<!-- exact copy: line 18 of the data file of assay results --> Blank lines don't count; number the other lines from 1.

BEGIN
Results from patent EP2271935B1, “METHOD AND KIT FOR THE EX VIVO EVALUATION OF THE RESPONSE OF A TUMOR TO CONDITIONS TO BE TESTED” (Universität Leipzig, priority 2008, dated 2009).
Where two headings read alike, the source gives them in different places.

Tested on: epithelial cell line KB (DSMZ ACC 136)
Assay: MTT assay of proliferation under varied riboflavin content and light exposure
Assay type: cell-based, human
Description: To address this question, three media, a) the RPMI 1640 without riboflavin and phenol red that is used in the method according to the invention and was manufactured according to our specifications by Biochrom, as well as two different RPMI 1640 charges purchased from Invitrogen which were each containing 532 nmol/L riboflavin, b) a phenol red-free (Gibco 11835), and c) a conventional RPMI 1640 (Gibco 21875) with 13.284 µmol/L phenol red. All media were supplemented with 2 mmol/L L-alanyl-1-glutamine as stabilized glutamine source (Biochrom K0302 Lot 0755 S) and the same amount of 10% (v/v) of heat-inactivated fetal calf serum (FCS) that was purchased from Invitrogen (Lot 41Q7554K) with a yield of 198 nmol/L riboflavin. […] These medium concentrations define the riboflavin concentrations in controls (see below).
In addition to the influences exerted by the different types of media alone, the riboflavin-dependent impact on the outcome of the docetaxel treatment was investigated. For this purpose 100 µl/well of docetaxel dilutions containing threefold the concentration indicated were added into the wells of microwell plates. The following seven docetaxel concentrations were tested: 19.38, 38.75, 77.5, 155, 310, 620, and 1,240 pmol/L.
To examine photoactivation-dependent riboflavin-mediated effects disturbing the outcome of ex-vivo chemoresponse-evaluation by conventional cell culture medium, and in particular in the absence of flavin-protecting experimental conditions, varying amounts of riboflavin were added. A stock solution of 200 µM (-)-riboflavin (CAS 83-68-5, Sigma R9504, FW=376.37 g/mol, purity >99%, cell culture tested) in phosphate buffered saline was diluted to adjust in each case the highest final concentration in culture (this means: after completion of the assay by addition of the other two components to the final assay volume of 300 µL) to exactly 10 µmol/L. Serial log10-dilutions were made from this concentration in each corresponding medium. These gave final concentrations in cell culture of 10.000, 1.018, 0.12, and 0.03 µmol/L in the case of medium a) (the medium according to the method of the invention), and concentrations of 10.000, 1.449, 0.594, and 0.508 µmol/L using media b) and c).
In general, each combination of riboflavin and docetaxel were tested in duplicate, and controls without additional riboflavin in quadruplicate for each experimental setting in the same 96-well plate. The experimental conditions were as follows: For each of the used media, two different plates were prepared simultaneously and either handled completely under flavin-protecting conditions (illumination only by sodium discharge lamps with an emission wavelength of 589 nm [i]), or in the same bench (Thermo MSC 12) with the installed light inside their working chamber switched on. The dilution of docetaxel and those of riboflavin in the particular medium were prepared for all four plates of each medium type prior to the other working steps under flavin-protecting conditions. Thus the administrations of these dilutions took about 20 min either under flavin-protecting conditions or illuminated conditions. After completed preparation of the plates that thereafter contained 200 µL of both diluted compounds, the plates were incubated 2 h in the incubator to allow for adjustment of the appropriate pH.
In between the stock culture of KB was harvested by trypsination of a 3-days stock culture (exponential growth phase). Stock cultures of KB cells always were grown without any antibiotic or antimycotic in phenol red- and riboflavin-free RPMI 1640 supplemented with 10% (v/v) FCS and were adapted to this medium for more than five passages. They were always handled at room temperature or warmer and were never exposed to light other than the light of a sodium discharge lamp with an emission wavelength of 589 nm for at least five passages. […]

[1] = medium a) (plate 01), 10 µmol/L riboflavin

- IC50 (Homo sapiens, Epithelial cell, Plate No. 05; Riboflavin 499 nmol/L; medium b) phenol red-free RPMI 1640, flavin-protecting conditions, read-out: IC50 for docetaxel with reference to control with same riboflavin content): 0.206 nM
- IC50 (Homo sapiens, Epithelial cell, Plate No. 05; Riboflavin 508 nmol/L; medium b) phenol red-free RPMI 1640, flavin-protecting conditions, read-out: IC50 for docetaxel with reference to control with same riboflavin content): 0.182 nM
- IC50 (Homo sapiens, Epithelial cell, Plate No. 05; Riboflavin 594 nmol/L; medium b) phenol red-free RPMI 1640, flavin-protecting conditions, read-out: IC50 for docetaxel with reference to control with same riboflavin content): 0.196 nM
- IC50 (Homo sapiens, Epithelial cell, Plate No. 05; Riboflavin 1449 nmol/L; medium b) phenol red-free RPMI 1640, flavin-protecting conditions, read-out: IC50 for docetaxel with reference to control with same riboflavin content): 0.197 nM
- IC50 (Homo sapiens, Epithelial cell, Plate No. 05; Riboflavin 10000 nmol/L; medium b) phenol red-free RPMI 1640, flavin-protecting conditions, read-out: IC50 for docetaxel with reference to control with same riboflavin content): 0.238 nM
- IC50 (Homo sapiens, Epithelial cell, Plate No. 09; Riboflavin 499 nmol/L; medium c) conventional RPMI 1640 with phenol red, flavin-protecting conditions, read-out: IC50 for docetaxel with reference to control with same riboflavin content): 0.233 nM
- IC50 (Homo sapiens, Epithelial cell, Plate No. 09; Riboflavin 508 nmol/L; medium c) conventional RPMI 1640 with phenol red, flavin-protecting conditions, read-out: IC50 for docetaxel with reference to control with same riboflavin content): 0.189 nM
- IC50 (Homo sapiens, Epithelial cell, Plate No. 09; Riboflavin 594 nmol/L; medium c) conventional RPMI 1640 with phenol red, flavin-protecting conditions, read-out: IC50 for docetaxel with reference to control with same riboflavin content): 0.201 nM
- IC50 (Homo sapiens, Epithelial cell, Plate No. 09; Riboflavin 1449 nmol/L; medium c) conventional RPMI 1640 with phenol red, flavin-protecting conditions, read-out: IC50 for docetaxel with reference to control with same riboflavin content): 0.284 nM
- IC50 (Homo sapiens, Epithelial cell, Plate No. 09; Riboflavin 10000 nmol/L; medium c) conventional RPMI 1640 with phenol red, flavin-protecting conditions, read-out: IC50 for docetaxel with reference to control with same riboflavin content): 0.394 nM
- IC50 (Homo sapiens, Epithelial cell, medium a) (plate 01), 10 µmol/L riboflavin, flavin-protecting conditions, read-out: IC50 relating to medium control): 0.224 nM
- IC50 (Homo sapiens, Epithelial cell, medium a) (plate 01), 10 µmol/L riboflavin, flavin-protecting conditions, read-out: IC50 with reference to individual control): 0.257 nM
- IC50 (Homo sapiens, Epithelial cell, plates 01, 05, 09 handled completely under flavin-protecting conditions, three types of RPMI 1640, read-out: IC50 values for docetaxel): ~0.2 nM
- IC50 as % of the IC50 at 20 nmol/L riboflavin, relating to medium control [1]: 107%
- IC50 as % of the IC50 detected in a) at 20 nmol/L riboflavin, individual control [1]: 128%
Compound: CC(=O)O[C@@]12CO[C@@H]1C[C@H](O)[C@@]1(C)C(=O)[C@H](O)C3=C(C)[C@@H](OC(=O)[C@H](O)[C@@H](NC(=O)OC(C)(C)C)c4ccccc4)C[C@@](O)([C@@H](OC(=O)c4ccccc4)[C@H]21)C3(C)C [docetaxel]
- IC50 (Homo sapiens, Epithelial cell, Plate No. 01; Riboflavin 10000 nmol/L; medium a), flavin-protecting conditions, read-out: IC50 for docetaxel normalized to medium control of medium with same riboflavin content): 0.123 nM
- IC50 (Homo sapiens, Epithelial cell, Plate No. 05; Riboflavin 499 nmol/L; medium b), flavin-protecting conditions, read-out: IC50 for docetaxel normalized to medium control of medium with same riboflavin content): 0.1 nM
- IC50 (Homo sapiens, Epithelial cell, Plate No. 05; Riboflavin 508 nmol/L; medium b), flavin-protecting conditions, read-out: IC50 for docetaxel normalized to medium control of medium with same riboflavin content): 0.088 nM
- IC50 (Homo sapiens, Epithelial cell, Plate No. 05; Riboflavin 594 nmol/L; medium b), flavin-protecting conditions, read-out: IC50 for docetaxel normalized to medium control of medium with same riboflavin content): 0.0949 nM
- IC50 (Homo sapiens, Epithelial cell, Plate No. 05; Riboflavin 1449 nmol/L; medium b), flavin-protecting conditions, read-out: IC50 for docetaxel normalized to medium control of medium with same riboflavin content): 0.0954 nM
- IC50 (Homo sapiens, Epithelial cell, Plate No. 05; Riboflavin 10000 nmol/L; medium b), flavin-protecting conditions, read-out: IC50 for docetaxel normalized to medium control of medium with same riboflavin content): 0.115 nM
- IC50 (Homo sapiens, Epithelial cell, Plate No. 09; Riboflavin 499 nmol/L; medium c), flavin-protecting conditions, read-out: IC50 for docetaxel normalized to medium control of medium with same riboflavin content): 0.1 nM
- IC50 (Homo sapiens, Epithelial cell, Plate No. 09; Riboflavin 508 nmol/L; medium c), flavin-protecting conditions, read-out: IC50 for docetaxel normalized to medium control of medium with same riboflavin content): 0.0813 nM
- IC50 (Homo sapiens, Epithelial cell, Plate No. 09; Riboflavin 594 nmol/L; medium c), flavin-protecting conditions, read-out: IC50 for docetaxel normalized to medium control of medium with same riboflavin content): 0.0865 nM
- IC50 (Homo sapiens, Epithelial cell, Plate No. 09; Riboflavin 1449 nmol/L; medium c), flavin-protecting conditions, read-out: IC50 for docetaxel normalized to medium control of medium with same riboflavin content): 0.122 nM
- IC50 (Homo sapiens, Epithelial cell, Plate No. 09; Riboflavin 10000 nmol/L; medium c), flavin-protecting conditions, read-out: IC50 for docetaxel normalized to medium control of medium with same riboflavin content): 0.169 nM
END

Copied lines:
- IC50 (Homo sapiens, Epithelial cell, Plate No. 09; Riboflavin 508 nmol/L; medium c) conventional RPMI 1640 with phenol red, flavin-protecting conditions, read-out: IC50 for docetaxel with reference to control with same riboflavin content): 0.189 nM